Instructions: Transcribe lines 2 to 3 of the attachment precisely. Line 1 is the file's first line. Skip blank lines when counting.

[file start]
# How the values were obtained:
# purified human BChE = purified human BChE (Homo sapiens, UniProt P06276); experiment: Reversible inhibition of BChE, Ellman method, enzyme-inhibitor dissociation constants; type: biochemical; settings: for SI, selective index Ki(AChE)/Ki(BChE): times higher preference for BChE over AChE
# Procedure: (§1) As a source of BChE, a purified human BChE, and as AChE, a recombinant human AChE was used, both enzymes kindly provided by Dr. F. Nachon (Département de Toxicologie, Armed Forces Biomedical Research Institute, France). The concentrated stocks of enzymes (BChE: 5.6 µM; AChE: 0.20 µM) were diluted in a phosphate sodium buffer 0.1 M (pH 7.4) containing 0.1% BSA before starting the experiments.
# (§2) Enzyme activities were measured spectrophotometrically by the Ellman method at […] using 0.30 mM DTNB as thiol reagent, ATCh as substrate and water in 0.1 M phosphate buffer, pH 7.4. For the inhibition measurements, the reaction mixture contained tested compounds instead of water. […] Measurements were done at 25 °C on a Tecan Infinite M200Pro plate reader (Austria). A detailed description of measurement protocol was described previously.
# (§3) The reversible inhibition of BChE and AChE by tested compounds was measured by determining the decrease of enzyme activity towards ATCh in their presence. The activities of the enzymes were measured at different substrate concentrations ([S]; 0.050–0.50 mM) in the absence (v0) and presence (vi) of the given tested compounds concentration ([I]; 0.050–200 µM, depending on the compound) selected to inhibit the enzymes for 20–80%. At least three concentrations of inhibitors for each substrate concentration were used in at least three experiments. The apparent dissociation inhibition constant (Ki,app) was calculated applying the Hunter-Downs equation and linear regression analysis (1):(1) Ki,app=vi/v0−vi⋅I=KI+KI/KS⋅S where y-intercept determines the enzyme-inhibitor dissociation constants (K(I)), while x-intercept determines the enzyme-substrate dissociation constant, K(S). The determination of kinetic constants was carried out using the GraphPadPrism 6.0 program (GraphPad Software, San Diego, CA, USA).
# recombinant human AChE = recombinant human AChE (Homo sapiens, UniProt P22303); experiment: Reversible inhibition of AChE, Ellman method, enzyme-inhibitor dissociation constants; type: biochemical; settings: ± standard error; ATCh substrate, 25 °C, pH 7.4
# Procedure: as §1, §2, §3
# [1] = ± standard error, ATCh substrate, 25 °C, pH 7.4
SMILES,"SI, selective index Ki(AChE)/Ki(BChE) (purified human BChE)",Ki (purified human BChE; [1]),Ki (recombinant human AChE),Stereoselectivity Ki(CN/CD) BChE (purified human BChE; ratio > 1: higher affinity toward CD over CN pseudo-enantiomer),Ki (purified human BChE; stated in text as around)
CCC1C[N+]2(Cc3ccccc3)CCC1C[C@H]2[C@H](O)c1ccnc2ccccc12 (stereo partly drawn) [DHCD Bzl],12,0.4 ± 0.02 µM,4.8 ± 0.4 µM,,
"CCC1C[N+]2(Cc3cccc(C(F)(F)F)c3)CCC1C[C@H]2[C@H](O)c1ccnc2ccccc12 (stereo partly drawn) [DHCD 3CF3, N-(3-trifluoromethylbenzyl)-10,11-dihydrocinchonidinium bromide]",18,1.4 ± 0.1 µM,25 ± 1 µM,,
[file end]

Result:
# purified human BChE = purified human BChE (Homo sapiens, UniProt P06276); experiment: Reversible inhibition of BChE, Ellman method, enzyme-inhibitor dissociation constants; type: biochemical; settings: for SI, selective index Ki(AChE)/Ki(BChE): times higher preference for BChE over AChE
# Procedure: (§1) As a source of BChE, a purified human BChE, and as AChE, a recombinant human AChE was used, both enzymes kindly provided by Dr. F. Nachon (Département de Toxicologie, Armed Forces Biomedical Research Institute, France). The concentrated stocks of enzymes (BChE: 5.6 µM; AChE: 0.20 µM) were diluted in a phosphate sodium buffer 0.1 M (pH 7.4) containing 0.1% BSA before starting the experiments.